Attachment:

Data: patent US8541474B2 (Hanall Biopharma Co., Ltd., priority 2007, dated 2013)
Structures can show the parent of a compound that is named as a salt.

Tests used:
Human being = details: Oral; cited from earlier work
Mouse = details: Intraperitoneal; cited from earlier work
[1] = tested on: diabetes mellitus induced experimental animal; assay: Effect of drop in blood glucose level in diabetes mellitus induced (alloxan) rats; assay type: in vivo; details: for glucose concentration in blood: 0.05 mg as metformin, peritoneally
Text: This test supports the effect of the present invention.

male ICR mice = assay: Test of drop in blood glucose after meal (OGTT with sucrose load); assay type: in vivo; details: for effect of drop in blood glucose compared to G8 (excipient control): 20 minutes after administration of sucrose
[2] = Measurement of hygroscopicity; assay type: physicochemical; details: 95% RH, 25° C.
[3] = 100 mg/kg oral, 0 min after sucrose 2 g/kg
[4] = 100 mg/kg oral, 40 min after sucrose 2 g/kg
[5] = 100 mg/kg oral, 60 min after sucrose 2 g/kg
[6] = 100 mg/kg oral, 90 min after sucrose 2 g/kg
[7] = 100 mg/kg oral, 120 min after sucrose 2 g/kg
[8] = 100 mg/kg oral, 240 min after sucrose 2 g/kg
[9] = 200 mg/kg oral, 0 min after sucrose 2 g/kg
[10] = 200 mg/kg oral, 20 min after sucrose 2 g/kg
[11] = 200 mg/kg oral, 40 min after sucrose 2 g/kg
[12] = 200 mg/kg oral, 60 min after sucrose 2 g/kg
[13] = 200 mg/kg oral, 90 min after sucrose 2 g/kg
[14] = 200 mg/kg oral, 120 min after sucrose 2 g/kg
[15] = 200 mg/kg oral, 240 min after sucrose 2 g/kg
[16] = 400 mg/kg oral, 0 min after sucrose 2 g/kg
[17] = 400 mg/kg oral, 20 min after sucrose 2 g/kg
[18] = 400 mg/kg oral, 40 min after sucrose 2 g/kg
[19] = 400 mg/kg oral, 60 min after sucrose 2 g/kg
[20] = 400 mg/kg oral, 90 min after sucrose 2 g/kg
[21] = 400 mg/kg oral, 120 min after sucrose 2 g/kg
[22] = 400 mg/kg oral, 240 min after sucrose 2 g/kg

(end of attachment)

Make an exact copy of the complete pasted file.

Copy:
Data: patent US8541474B2 (Hanall Biopharma Co., Ltd., priority 2007, dated 2013)
Structures can show the parent of a compound that is named as a salt.

Tests used:
Human being = details: Oral; cited from earlier work
Mouse = details: Intraperitoneal; cited from earlier work
[1] = tested on: diabetes mellitus induced experimental animal; assay: Effect of drop in blood glucose level in diabetes mellitus induced (alloxan) rats; assay type: in vivo; details: for glucose concentration in blood: 0.05 mg as metformin, peritoneally
Text: This test supports the effect of the present invention.

male ICR mice = assay: Test of drop in blood glucose after meal (OGTT with sucrose load); assay type: in vivo; details: for effect of drop in blood glucose compared to G8 (excipient control): 20 minutes after administration of sucrose
[2] = Measurement of hygroscopicity; assay type: physicochemical; details: 95% RH, 25° C.
[3] = 100 mg/kg oral, 0 min after sucrose 2 g/kg
[4] = 100 mg/kg oral, 40 min after sucrose 2 g/kg
[5] = 100 mg/kg oral, 60 min after sucrose 2 g/kg
[6] = 100 mg/kg oral, 90 min after sucrose 2 g/kg
[7] = 100 mg/kg oral, 120 min after sucrose 2 g/kg
[8] = 100 mg/kg oral, 240 min after sucrose 2 g/kg
[9] = 200 mg/kg oral, 0 min after sucrose 2 g/kg
[10] = 200 mg/kg oral, 20 min after sucrose 2 g/kg
[11] = 200 mg/kg oral, 40 min after sucrose 2 g/kg
[12] = 200 mg/kg oral, 60 min after sucrose 2 g/kg
[13] = 200 mg/kg oral, 90 min after sucrose 2 g/kg
[14] = 200 mg/kg oral, 120 min after sucrose 2 g/kg
[15] = 200 mg/kg oral, 240 min after sucrose 2 g/kg
[16] = 400 mg/kg oral, 0 min after sucrose 2 g/kg
[17] = 400 mg/kg oral, 20 min after sucrose 2 g/kg
[18] = 400 mg/kg oral, 40 min after sucrose 2 g/kg
[19] = 400 mg/kg oral, 60 min after sucrose 2 g/kg
[20] = 400 mg/kg oral, 90 min after sucrose 2 g/kg
[21] = 400 mg/kg oral, 120 min after sucrose 2 g/kg
[22] = 400 mg/kg oral, 240 min after sucrose 2 g/kg